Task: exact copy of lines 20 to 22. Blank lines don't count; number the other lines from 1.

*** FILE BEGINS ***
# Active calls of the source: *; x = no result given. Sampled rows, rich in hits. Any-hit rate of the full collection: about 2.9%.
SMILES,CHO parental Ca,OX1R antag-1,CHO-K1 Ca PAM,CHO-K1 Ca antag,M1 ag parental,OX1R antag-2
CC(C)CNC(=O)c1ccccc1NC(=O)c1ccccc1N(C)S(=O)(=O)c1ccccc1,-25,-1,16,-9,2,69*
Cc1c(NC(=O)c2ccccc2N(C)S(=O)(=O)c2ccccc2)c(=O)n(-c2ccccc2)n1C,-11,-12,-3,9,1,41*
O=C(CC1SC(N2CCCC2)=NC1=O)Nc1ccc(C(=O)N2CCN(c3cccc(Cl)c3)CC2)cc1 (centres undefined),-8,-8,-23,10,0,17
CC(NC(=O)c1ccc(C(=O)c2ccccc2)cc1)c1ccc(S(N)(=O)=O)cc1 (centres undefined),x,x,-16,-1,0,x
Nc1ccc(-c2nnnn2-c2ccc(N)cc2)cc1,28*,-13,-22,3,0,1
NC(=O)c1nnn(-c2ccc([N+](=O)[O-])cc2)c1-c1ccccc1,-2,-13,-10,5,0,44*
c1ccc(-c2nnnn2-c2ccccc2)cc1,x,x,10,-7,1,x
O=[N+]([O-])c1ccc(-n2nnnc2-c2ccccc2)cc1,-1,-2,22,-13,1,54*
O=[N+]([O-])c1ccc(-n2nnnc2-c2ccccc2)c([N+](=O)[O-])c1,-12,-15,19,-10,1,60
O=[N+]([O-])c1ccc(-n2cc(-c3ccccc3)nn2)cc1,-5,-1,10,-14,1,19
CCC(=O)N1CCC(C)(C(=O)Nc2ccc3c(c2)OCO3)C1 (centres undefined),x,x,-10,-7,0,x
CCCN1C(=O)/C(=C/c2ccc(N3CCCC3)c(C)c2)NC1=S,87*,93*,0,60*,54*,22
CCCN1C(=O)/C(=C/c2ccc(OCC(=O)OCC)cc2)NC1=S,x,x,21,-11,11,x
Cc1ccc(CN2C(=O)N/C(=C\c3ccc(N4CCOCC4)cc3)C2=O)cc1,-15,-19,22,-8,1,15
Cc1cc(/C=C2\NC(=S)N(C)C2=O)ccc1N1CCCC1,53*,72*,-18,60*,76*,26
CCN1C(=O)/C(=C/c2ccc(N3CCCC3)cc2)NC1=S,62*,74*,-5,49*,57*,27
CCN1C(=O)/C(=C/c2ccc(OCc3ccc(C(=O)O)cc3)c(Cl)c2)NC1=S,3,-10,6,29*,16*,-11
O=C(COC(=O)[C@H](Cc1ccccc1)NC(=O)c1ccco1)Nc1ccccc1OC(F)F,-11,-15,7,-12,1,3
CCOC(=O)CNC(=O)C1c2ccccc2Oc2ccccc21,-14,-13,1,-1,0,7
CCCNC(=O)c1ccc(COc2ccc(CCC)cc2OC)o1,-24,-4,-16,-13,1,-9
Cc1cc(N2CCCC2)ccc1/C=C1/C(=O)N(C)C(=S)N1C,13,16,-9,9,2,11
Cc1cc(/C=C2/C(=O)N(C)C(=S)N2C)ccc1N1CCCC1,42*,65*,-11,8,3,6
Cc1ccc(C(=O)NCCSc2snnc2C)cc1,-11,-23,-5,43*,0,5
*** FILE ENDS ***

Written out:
O=C(COC(=O)[C@H](Cc1ccccc1)NC(=O)c1ccco1)Nc1ccccc1OC(F)F,-11,-15,7,-12,1,3
CCOC(=O)CNC(=O)C1c2ccccc2Oc2ccccc21,-14,-13,1,-1,0,7
CCCNC(=O)c1ccc(COc2ccc(CCC)cc2OC)o1,-24,-4,-16,-13,1,-9